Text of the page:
Brady tribunal ruling due on Friday
Moors Murderer Ian Brady will learn on Friday whether he can be transferred to prison from the maximum security hospital where he is being held.
The Judicial Communications Office said a decision would be released at about midday. Reasons for the decision will be given at a later date because of the length of the material the panel needs to consider.
Brady's bid for a move from Ashworth Hospital has been heard at a mental health tribunal, which adjourned on Thursday.
His lawyers have questioned whether the hospital has "lost perspective" in being drawn into a battle with the child killer, who has previously claimed he wants to kill himself in jail where he cannot be force-fed.
On Tuesday, Brady, 75, told the tribunal panel sitting at the hospital in Merseyside that he is not psychotic or insane and should be allowed to serve the rest of his whole life term in prison. Three independent experts called by Brady's legal team have concluded he is not mentally ill but agree he has a severe personality disorder.
Lawyers for Brady contend the disorder can be managed by the prison system but officials at Ashworth argue that he is also a paranoid schizophrenic who still shows signs of chronic psychosis and needs round-the-clock care.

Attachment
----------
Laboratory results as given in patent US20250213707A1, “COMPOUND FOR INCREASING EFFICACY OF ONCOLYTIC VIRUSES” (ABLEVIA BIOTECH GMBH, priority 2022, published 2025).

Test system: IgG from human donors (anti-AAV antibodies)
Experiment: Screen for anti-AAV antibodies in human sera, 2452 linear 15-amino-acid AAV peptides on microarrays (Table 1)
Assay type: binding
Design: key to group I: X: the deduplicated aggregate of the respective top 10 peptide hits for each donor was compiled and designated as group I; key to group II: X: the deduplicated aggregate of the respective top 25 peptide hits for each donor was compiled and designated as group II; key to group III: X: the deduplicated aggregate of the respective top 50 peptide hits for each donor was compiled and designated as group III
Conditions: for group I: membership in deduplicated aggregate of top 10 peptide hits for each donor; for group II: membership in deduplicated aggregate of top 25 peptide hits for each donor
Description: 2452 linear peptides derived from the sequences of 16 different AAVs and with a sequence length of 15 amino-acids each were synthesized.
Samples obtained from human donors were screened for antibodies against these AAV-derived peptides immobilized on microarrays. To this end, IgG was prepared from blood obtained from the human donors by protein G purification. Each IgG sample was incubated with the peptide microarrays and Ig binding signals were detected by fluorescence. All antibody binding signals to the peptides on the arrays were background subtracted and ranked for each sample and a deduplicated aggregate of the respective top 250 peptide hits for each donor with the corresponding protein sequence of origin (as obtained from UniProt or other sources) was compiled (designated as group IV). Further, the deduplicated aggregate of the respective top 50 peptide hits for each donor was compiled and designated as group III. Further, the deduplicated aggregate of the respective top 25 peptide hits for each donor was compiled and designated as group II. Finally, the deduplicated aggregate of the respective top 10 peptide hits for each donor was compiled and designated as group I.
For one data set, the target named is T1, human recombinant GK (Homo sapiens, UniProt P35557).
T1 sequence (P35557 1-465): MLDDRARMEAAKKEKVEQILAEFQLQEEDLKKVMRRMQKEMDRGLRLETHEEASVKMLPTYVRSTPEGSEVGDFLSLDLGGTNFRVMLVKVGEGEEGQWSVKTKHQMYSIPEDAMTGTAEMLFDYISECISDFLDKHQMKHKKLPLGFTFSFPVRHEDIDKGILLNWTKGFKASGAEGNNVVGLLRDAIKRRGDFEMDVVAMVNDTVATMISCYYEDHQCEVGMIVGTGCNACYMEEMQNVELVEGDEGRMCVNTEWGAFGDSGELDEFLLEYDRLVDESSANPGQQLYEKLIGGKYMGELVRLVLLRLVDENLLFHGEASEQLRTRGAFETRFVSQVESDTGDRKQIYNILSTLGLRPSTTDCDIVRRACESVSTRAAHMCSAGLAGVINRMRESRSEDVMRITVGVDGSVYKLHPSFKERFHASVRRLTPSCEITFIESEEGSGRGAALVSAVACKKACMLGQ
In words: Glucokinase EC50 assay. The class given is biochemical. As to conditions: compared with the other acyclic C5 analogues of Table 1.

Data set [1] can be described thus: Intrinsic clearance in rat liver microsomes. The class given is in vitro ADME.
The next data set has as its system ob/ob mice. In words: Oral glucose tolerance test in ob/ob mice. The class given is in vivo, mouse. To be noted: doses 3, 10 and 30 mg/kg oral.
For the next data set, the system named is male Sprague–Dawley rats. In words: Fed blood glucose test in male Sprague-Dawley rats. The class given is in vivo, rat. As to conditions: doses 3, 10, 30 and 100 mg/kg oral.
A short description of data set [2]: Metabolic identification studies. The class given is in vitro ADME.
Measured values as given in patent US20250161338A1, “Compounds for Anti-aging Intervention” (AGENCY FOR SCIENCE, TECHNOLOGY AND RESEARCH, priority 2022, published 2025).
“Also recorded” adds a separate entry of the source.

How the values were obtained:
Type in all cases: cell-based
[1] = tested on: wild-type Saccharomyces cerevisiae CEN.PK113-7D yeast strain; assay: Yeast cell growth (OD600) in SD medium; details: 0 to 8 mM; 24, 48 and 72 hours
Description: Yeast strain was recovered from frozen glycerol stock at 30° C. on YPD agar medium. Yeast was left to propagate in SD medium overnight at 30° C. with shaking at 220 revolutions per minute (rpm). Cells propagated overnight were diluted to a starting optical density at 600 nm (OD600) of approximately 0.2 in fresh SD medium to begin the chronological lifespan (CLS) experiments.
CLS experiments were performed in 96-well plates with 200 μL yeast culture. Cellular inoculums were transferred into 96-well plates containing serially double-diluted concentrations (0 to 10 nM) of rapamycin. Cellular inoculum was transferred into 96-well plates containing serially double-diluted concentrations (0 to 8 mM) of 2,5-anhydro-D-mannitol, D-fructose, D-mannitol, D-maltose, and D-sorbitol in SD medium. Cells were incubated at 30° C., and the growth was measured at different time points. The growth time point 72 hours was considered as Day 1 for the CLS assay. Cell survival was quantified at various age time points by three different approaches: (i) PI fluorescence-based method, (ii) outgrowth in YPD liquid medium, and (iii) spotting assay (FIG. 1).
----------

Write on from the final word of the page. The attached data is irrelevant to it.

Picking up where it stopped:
In her closing submission, Nathalie Lieven QC, for Brady, said there was no therapeutic benefit in Brady staying in Ashworth. "His personality disorder is fixed and effectively static," she said. "The reality is that he is being contained but is not gaining with treatment. There is no therapeutic benefit for Mr Brady to remain in hospital. There is an impasse between the hospital and the patient."
She said he refuses medication for his condition and rejects any psychiatric treatment. "Mr Brady is being treated as a special case - whether that's because Ashworth has lost perspective and has been drawn into a battle or because of misplaced maternalism, it is not clear," she said. "It is beyond doubt that prisons are overcrowded but why is there any reason to keep him in hospital with the only benefit he can gain being what can only be described as benign containment?"
She said there was no reason to believe Brady would immediately go on hunger strike in jail. Despite evidence that he regularly eats toast and soup, she said his denial that he was eating by choice was because he could not show vulnerability or "loss of face". He would also have been tired from giving evidence at the end of a long tribunal - although he would not admit it, the barrister said.
Eleanor Grey QC, for Ashworth Hospital, said: "We say this has been a long-standing chronic illness with prognostic implications, that the nature of the case of untreated schizophrenia is that it does not vanish. Plainly it must be beyond doubt that Mr Brady holds false and fixed beliefs... beliefs that are on the delusional end of the spectrum." She said there was a real risk to Brady's health if he continued on hunger strike in jail and he could also relapse quickly to the psychotic levels he displayed in the 1980s.